414 of 476 people found the following review helpful
A ONCE-OVER-Lightly effort. Nov. 3 2011
By G. Haneke - Published on
Format: Hardcover
This might be a worthwhile book for readers who know very little about President Kennedy and his times. For reasonably well-informed students of that era, however, there is very little that is new here.
This may sound like nit-picking, but the book has some annoying errors that a more careful writer and/or editor would have avoided. Matthews calls the President's younger brother Robert Fitzgerald Kennedy. His actual name was Robert Francis Kennedy. He says Senator Joe McCarthy died in 1956, when it was actually May, 1957. He also says JFK was chosen as America's 34th President, when almost everybody knows he was the 35th.
Errors like these make a reader wonder what else Matthews might have gotten wrong.
If you want an authoritative treatment of JFK, I recommend Robert Dallek's "John F. Kennedy: An Unfinished Life"
82 of 99 people found the following review helpful
By RFKFAN - Published on
Format: Hardcover Verified Purchase
This is my first ever review of a book on Amazon. I am a huge Kennedy reader and have read probably every biography out on both Jack and Bobby for the last 15 plus years. I am also a fan of Chris Matthews who always has an interesting perspective especially on the political spectrum. His book is quite the let-down. It is nothing more than a breezy memoir (even though he did not know Kennedy) which could have been written by any of Jack's close circle of friends. The book has some nice tidbits but it has all been covered before and even though Matthews has a thesis which is nothing more than (1) Kennedy compartmentalized his life and the people around him so no one got the full picture of the man, (2) he was incredibly loyal to his life-long friends who he relied on his whole life and in particular when he got the White House, and (3) Kennedy's thinking and views developed and grew as he went from being the millionaire playboy son to being a congressman to senator to President. While anyone would agree with all of some of these thoughts nothing is new here. If you really want to learn about JFK then go to Dallek's excellent biography called "An Unfinished Life." I think this book is good for the young (13 plus) budding historian as an introduction to JFK in an easy to ready, not too dense format and highlights the important milestones. In that case, it could whet the appetite of the young reader and give him/her the impetus to read the more serious and detailed books on JFK.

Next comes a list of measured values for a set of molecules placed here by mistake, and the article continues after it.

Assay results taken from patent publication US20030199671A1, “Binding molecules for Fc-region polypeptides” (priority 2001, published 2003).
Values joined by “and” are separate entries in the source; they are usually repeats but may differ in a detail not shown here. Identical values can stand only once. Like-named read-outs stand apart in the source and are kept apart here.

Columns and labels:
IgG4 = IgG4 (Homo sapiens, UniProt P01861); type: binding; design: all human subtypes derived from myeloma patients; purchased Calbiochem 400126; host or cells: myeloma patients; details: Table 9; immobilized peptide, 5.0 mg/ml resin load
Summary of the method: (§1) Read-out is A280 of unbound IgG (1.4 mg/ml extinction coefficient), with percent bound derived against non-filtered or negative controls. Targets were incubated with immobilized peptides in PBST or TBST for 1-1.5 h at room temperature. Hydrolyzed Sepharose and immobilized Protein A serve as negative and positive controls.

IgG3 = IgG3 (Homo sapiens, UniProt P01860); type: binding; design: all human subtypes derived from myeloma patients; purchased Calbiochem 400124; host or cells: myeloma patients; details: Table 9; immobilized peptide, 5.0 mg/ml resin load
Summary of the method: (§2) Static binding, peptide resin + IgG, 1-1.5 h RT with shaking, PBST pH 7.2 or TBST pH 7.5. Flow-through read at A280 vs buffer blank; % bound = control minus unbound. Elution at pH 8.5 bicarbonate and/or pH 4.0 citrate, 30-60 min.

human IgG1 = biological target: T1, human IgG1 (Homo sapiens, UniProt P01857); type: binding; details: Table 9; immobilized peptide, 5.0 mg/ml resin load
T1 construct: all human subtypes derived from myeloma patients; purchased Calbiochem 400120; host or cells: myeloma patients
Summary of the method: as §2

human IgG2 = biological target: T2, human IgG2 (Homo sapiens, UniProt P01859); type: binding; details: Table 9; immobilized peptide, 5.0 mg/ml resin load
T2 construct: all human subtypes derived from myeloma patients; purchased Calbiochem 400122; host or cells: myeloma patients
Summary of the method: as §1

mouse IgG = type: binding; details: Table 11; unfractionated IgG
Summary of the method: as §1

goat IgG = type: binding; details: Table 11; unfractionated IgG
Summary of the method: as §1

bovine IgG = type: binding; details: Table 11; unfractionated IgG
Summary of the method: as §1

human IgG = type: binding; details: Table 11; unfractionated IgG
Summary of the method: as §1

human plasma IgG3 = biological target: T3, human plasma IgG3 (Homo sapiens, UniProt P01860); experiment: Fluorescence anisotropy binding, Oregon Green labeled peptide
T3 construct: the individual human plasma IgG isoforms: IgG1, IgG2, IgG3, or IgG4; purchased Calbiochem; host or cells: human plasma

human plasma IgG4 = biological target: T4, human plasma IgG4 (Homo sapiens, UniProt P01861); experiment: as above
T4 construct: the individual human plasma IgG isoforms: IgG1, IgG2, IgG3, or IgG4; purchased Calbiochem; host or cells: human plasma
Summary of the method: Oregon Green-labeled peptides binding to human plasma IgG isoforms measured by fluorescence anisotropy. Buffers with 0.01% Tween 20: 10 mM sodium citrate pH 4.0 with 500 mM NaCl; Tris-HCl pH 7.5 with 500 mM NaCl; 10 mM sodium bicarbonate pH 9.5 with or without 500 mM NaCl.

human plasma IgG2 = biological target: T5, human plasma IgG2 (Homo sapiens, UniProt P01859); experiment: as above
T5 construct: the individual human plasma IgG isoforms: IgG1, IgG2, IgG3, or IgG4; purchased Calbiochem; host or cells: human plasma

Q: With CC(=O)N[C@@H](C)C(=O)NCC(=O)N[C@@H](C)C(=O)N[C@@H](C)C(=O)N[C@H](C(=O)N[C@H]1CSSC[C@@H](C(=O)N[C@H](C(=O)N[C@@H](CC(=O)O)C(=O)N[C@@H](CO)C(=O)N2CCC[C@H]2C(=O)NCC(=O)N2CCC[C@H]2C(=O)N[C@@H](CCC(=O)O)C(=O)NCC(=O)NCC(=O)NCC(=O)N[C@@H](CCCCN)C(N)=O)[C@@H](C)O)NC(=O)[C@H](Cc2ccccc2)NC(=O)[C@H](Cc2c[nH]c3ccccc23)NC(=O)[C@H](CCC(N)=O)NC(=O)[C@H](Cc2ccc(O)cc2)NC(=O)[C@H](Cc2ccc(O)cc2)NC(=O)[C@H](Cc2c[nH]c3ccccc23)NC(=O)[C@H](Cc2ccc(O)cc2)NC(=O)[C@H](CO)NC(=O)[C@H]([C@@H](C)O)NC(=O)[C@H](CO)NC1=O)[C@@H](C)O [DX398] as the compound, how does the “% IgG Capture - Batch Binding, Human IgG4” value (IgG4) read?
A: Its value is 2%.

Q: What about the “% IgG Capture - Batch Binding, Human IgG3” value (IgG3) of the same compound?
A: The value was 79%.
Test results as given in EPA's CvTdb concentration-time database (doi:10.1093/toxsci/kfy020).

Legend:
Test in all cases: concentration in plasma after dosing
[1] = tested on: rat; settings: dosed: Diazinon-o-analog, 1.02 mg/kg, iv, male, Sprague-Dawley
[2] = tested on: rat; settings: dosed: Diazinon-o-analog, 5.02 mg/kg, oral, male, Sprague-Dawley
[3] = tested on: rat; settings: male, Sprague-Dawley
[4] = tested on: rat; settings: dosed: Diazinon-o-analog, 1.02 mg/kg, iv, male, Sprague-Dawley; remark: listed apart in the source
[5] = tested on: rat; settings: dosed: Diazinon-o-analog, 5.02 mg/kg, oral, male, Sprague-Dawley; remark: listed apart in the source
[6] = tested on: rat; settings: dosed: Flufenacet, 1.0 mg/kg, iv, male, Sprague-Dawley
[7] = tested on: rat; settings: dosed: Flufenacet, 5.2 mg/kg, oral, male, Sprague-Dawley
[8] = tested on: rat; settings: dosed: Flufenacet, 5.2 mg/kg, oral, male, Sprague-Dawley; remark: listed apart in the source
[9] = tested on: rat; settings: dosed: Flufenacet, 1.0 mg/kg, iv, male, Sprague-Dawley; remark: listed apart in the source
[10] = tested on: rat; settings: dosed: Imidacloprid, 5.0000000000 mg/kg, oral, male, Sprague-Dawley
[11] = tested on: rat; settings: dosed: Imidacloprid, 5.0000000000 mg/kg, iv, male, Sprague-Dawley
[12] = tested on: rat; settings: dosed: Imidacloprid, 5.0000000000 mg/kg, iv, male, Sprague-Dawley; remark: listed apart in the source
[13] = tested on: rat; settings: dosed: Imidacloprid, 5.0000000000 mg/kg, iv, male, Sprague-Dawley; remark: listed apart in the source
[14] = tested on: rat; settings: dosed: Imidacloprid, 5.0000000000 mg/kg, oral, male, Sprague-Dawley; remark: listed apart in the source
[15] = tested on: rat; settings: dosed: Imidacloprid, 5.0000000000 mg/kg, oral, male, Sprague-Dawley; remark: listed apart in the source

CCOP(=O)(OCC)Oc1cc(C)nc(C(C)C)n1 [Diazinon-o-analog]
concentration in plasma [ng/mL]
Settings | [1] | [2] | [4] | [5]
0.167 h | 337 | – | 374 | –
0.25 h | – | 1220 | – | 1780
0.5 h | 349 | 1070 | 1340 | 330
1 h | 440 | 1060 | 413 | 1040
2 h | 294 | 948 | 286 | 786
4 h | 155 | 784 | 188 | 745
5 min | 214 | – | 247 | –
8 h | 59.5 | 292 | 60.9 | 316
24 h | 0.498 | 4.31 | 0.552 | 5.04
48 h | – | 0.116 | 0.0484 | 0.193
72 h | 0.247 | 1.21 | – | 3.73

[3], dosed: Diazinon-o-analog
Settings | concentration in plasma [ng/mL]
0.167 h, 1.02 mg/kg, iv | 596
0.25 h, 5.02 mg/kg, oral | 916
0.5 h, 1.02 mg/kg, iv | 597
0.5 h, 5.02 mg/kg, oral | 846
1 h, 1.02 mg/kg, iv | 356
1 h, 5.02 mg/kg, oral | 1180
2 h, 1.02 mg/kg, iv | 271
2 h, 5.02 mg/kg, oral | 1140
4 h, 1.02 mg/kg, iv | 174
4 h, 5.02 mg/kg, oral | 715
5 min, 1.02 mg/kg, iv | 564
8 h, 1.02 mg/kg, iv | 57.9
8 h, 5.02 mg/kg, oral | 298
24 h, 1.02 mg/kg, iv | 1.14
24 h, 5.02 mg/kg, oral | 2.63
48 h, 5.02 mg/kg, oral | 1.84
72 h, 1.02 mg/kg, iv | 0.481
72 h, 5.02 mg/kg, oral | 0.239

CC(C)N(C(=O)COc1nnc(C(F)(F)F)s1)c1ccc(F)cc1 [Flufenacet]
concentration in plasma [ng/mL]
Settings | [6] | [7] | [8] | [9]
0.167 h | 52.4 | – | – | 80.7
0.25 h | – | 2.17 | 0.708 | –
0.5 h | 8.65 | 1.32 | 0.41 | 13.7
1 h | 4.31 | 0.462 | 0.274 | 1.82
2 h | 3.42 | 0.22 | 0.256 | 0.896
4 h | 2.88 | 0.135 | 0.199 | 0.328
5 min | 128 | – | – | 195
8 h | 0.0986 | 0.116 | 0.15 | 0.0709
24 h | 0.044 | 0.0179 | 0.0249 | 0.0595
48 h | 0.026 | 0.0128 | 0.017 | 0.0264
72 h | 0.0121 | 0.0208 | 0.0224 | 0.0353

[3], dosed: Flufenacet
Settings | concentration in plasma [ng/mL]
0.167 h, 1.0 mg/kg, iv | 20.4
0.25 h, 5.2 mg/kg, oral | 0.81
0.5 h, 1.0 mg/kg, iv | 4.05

195 of 241 people found the following review helpful
JFK - American Hero Nov. 1 2011
By John P. Carsley - Published on
Format: Hardcover Verified Purchase
First of all, let me say that this is a well written and passionate account of Jack Kennedy the man - an American President who deserves the accolade of "Hero." Chris Matthews' conversational approach to the story, really draws you in, as though you are sittng across from him in your den having a single malt scotch. His narrative never fails to fascinate. In the end, the reader understands, that more than any other 20th Century figure, Jack Kennedy made the decisions that allowed future generations to be born, and our world to continue. A very fine book indeed.
60 of 75 people found the following review helpful
Kindle formatting Nov. 23 2011
By Sandra - Published on
Format: Kindle Edition Verified Purchase
If you're thinking of buying the Kindle eBook, maybe think twice. I'm reading it, and enjoying the easy story telling style. But the Kindle format is annoying. Every page has random underlining that makes no sense for being there. There are family photos and scanned documents, hand written by JFK that are too small to read. I would love to know what he wrote. Customer service told me there's was nothing I could do to enlarge it.
Update: I returned it for refund. Too expensive to be like this. I'll either get it in a hard copy or skip it.
19 of 22 people found the following review helpful
Can't believe this is from Simon & Schuster! Nov. 15 2012
By Music Maven - Published on
Format: Paperback
There's little I can add to the negative reviews of Elusive Hero. That's really quite validating since this is one of the worst books I've ever read, and I LIKE Chris Matthews. The best part of the book was his autobiographical introductory chapter, which I really did sarcasm intended here. I was so disappointed in what followed and I can't believe Simon & Schuster would actually publish such a terribly written and poorly edited book. I even wondered if anyone had proof-read it or if nobody had the heart to tell Chris that it was simply NOT GOOD. I'm certainly not an avid reader but when it comes to books, I try to finish what I start. This one has been a struggle and I still have 100 pages to go! I find myself exasperated at all the names and quotes of people who don't even seem interesting enough to remember from one chapter to the next.

One thing I will say which I haven't seen stated in these reviews is that I come away feeling that JFK was a conniving and cunning opportunist, stabbing many people in the back, playing both political parties for all he gain, all for the sake of his political advancement. In spite of all the stories I've read about JFK's flawed character, I've always admired him. This book draws all of that in question. Even though it reads like a valentine to a legendary politician, Elusive Hero actually presents quite an unflattering and even disturbing portrait of JFK.